However, Jesus’ soul was not left in Hades to see corruption (Ps 16:10)(Acts 2:27,31). On Sunday, the 3rd day, He was resurrected from the dead. His “spirit and/or soul” was reunited with His body, which was now a “glorified body.” One thing that we see Jesus doing in His “glorified body” (which we will also receive one day: Phil 3:21, 1 Cor 15:43-55, 1 Jn 3:2), is having the ability to be in one place, and then in an instant, to be in another place (Lk 24:31,36)(Jn 20:19,26). I mention this because I believe it ties to the “bodies of the saints which arose, and came out of their graves after Jesus’ resurrection.”

     After the resurrection of Jesus in His “glorified body,” I believe the “saints” were also resurrected in a “glorified body.” (MacArthur and Gill also hold this view.) This was a preview of what will happen in the future when all believers (“saints”) will receive new “glorified bodies” at Jesus’ return. When these “saints… went into the holy city, and appeared to many,” in their “glorified bodies,” it pointed to the significance, hope, and joy of Jesus’ resurrection, and the future resurrection of all believers. 

     After this time of witnessing, keeping in mind what we said above about “glorified bodies” being able to go from place to place instantly, I believe the “saints” (in their “glorified bodies”) went immediately from earth to Heaven. (Some believe they went at the same time that Jesus did at His Ascension: Mk 16:19, Lk 24:50-52, Acts 1:9-11.)

    Having said this, the “second possibility” for what happened to the “saints who came out of their graves” is that after appearing to, and witnessing to those in the holy city, they died again shortly afterwards. MacArthur says in his study Bible, “Nothing more is said about these people, which would be unlikely if they remained on the earth for long.” If this is the case, this would be similar to what likely happened to others who were raised from the dead in the Bible before Jesus’ resurrection, such as: Lazarus – (Jn 11:1-44), the daughter of Jairus – (Lk 8:41-42,49-56), and the son of the widow of Nain – (Lk 7:11-15). (More listed here.)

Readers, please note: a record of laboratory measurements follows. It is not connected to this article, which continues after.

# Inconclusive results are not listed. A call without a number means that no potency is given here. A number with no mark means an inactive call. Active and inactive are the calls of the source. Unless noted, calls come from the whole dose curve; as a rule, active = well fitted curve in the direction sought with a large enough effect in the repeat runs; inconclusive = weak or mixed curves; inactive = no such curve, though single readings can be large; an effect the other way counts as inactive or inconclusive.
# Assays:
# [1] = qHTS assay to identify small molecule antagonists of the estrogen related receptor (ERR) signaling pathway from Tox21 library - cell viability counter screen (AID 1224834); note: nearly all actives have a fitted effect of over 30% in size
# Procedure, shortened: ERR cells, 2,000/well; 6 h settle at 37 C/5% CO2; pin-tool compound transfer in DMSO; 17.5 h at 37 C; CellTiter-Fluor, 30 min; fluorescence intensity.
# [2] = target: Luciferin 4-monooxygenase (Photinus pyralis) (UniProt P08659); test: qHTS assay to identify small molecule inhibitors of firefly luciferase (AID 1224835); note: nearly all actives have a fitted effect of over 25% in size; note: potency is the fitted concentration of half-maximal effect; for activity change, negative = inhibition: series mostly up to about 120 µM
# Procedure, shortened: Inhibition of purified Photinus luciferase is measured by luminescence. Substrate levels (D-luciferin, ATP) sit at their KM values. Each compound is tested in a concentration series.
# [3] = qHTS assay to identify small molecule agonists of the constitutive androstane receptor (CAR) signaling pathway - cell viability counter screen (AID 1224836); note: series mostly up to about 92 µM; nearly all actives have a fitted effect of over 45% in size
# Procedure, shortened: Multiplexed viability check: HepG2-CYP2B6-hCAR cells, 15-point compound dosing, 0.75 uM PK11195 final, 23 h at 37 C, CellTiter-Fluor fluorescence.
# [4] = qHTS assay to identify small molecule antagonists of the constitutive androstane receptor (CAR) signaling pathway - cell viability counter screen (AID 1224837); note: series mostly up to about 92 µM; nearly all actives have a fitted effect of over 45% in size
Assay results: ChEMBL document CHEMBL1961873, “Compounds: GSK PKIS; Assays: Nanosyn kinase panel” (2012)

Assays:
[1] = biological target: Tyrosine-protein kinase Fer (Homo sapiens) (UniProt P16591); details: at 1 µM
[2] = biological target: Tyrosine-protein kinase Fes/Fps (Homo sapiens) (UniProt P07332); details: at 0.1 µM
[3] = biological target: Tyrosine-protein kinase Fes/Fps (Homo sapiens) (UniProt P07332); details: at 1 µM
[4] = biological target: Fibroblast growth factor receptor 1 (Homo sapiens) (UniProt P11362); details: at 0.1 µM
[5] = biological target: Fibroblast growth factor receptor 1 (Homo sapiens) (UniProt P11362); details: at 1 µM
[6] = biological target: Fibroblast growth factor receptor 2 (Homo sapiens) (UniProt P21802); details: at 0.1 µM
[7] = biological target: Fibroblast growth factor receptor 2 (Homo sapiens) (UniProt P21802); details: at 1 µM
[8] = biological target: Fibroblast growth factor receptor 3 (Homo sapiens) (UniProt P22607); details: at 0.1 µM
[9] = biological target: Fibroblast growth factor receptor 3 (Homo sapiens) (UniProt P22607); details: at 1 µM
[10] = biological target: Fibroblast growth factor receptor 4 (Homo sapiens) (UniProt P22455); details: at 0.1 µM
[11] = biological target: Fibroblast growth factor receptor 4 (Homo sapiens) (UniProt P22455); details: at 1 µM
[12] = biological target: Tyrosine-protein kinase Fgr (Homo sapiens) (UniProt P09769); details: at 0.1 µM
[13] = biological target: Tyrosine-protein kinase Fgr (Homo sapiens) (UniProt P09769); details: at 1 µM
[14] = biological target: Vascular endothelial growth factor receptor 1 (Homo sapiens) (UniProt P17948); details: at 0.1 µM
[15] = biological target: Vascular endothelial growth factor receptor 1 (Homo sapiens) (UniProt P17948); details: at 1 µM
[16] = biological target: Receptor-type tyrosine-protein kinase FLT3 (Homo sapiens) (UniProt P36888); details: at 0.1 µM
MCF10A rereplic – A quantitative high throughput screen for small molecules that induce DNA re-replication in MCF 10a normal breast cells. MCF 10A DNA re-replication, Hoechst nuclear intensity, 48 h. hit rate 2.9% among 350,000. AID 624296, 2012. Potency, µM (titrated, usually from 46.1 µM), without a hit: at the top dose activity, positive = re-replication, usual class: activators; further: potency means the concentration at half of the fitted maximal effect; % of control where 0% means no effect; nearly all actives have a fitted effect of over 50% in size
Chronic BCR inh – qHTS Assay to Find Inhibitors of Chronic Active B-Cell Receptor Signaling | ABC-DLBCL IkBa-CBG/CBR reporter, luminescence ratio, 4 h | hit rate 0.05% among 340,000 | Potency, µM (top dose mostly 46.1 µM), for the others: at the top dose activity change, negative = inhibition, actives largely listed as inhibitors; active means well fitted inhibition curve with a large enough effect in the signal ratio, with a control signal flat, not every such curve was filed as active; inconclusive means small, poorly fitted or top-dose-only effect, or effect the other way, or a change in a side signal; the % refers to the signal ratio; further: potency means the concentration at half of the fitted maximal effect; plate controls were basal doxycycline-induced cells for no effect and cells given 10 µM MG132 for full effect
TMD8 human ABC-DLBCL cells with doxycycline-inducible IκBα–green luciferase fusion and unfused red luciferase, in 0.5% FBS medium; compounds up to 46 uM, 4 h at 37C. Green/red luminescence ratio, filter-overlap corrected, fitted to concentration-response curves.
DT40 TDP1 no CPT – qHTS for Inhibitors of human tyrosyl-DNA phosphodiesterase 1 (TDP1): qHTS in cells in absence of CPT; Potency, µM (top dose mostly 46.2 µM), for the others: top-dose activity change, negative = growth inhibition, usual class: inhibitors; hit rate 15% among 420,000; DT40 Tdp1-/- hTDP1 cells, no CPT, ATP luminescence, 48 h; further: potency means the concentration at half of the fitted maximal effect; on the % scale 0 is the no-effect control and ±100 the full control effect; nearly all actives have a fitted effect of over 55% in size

This “second” view was the view I had always held until studying to write this study. But again, as I studied, the evidence seems a bit stronger for the first view. In addition, these two questions came to mind:

#1. If the point of them coming back to life was to point to the significance, hope, and joy of Jesus’ resurrection, and a future resurrection of all believers (in “glorified bodies”), then doesn’t it seem to take away from that “joy and hope” if they died again after proclaiming it?

#2. If those who “arose from their graves” were “saints” from the Old Testament, their bodies would have been in their graves (“tombs”) for a long period of time, thereby suffering decay and decomposition (as opposed to all others in the Bible who were raised to life shortly after they died). Doesn’t this seem to point to needing a “glorified body” to come out of their tombs?

     So, in summary, based upon the above, I do believe that all in the Bible who were miraculously brought back to life after dying later died again, “except” in this instance. I think these “saints who came out of their graves” had “glorified bodies” (like the body Jesus had when he was resurrected), and this was specifically ordained by the Lord as a witness and a preview to those they “appeared to in the holy city” of what would happen with all believers in the future at the return of Jesus. After their “appearance,” they did “not” die (because “glorified bodies” cannot die: 1 Cor 15:42,54, Lk 20:36), but instead went alive straight into Heaven (as Jesus did at his ascension).